Torah fundamentally means instruction, as it applies to the Divine service of a Jew. In dealing with the topic of Moshiach and the future redemption, it would seem that since the redemption is a reward for our good conduct, and comes in the future time, the details of Moshiach and the times of Moshiach should not be part of Torah!?
The answer, however, is that Moshiach is a reward which applies not only in the future but also now. Why? Because our knowledge, hope and aspiration for the ultimate salvation, will aid and abet us in fulfilling our Divine service in the corporeality of the present day world, with freedom and ease. So the general topic of Moshiach is part of our real world, now.
However, the ultimate redemption, in all its complexity, is not discussed in Torah -- for it does not apply in this pre-Messianic epoch. Knowing the details of that era will add nothing to our temporal observance of Torah and mitzvos, now. The prophets, too, were not privy to those details, as the Gemara says:
The eye has not seen, O G-d, beside You....
Now, although we may and can attain this sense of freedom in our contemporary Divine service -- yet, we must pray and hope, demand and beseech, from the depths of our heart, for the true and complete redemption. The best we can hope for in contemporary times is no match for the ultimate perfection of Divine service at the time of the true redemption. There are mitzvos which we cannot do in the diaspora time, such as sacrifices, Shemittah and Yovel, and even those mitzvos which we do perform now will be done in a fuller dimension after Moshiach comes.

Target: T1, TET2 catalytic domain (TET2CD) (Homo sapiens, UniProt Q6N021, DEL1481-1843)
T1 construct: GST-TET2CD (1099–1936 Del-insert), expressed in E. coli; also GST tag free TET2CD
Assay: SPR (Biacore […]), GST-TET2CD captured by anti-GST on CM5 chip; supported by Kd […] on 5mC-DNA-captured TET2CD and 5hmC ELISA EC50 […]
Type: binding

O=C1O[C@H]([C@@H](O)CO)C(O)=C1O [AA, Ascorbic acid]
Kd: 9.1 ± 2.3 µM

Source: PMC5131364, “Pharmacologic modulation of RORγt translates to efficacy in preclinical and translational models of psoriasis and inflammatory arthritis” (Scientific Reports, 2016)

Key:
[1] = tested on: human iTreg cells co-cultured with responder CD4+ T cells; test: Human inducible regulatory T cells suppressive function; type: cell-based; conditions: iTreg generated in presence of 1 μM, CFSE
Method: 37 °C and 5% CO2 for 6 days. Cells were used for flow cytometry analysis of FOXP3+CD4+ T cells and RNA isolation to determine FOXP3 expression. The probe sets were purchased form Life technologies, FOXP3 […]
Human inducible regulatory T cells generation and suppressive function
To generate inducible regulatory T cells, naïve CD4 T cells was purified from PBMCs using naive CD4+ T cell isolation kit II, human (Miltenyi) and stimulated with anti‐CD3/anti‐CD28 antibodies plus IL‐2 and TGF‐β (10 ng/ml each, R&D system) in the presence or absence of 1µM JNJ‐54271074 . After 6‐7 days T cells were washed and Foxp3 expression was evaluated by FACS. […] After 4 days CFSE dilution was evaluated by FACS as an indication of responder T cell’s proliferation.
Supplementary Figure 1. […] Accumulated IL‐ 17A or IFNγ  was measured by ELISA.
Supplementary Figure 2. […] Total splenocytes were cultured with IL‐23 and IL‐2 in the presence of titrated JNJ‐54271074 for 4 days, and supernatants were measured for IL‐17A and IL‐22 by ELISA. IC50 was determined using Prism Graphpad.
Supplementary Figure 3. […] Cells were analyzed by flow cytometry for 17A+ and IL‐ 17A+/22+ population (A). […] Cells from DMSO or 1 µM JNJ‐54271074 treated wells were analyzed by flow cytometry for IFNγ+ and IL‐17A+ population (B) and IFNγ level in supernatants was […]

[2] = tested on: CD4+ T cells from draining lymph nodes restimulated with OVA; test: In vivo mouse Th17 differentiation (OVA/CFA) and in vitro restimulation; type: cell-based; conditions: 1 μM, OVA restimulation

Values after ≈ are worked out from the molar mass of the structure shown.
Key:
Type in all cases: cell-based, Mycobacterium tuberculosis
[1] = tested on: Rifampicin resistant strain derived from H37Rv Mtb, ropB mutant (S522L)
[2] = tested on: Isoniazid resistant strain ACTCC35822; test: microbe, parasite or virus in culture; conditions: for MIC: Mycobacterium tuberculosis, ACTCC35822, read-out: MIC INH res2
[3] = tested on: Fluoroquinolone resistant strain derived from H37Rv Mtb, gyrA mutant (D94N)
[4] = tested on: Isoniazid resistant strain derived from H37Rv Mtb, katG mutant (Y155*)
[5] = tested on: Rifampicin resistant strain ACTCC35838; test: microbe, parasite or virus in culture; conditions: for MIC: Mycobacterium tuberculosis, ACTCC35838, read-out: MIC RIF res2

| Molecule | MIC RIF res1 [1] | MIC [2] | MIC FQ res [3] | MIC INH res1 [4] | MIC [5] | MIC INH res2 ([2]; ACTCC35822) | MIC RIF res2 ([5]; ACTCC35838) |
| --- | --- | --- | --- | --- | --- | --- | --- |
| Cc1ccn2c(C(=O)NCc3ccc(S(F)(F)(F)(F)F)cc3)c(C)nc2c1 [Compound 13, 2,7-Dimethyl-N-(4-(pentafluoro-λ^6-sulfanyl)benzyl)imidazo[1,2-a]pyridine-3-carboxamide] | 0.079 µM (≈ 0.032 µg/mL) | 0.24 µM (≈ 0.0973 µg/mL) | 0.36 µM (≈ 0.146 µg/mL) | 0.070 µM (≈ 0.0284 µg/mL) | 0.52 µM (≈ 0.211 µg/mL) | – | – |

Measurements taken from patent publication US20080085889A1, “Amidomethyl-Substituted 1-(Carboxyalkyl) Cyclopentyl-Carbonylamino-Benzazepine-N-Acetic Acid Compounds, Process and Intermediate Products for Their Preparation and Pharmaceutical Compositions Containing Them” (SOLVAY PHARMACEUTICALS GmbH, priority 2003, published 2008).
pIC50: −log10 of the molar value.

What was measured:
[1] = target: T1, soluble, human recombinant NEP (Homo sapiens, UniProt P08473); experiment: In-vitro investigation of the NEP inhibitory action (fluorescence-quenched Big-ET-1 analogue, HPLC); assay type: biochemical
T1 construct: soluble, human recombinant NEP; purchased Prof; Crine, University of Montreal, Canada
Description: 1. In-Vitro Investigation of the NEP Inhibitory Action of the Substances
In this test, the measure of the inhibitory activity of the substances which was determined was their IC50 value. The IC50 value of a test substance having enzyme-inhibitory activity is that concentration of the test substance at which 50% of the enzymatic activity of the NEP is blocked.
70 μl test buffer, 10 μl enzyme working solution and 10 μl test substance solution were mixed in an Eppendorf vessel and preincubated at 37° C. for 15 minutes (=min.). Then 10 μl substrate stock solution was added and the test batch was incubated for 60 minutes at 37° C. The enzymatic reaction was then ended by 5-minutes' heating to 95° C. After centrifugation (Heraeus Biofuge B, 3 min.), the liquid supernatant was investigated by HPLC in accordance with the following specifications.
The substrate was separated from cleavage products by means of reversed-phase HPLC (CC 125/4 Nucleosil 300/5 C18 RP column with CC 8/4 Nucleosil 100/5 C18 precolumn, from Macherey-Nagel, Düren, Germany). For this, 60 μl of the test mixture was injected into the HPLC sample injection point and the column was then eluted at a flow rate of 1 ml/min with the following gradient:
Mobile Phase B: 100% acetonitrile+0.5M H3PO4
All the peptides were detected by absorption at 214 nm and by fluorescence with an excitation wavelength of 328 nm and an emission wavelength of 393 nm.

Thus, we can attain a sense of freedom from all confusions now, and at the same time pray and hope for the true and complete redemption, through our righteous Moshiach, in the future. For then, our dimension of Divine service will be infinitely higher.
We may draw an illustration of this dichotomy from the laws of disqualification of Kohanim in the Bais Hamikdosh:
Any Kohen with a blemish, whether a permanent one or a temporary one, was not to enter the Sanctuary....
(Rambam, Laws of Entrance into the Sanctuary 6:1)
Clearly, there were permanent blemishes which always disqualified a Kohen, and temporary blemishes which would not disqualify in certain cases.
Our Divine service on earth is to create a Sanctuary for the Holy One, Blessed be He. In that sense we are all Kohanim. The golus which will last only a "short moment" is a passing blemish. Therefore even during the diaspora there are aspects of Divine service which do not consider this temporary golus as a blemish and allow complete freedom of action. There are, however, other aspects of our observance for which even the temporary blemish is real, and therefore we pray for the complete redemption, so that we may attain freedom on all levels and dimensions.